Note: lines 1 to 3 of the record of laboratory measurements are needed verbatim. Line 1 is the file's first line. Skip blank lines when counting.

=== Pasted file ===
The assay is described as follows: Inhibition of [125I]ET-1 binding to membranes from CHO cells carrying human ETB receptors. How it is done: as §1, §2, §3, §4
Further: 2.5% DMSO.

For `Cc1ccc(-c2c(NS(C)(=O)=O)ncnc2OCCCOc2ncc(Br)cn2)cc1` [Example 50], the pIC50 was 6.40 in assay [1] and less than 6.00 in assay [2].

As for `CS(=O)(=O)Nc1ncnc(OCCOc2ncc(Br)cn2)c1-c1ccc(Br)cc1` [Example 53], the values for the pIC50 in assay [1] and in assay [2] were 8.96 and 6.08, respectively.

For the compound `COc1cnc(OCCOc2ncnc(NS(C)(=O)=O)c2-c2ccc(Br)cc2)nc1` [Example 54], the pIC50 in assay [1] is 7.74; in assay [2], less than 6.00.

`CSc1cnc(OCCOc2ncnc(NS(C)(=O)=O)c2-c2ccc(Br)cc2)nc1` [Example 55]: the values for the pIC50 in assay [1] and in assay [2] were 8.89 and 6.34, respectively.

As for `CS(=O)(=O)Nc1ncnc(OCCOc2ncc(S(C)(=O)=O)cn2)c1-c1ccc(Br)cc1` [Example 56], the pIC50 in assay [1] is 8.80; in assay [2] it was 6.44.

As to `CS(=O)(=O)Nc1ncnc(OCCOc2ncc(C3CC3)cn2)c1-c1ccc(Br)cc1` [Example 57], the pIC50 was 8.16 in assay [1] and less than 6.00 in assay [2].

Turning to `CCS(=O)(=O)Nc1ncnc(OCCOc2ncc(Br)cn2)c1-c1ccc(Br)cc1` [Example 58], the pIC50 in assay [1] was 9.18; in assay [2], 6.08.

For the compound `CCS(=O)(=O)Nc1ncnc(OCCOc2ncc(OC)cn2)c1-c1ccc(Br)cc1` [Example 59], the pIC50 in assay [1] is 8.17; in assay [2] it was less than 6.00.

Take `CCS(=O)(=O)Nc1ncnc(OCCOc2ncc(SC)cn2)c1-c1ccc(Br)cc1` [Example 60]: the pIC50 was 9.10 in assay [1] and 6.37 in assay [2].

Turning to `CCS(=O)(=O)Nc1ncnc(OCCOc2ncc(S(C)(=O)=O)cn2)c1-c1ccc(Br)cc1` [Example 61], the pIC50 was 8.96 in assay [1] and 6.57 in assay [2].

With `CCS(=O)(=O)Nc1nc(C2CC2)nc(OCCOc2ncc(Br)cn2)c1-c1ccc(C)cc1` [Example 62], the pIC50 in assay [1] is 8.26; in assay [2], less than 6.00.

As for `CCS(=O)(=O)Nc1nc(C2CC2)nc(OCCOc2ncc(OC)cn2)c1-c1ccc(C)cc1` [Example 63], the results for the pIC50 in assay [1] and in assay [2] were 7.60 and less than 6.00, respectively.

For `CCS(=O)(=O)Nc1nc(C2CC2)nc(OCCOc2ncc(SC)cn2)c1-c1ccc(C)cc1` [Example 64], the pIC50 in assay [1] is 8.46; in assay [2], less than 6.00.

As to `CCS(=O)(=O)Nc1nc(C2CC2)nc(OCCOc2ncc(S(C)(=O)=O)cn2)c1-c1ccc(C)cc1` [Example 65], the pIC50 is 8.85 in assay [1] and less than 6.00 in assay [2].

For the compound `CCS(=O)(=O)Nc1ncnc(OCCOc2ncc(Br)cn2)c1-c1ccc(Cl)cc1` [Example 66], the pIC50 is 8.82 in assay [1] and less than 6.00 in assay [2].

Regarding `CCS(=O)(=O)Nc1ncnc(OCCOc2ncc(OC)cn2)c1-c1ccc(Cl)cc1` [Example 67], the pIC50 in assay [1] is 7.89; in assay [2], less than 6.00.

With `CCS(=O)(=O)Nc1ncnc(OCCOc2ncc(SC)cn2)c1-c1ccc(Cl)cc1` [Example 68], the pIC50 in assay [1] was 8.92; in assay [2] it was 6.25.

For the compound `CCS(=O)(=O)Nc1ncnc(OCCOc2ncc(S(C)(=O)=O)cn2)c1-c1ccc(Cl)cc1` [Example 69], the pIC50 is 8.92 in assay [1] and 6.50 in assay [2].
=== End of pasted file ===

The assay is described as follows: Inhibition of [125I]ET-1 binding to membranes from CHO cells carrying human ETB receptors. How it is done: as §1, §2, §3, §4
Further: 2.5% DMSO.

For `Cc1ccc(-c2c(NS(C)(=O)=O)ncnc2OCCCOc2ncc(Br)cn2)cc1` [Example 50], the pIC50 was 6.40 in assay [1] and less than 6.00 in assay [2].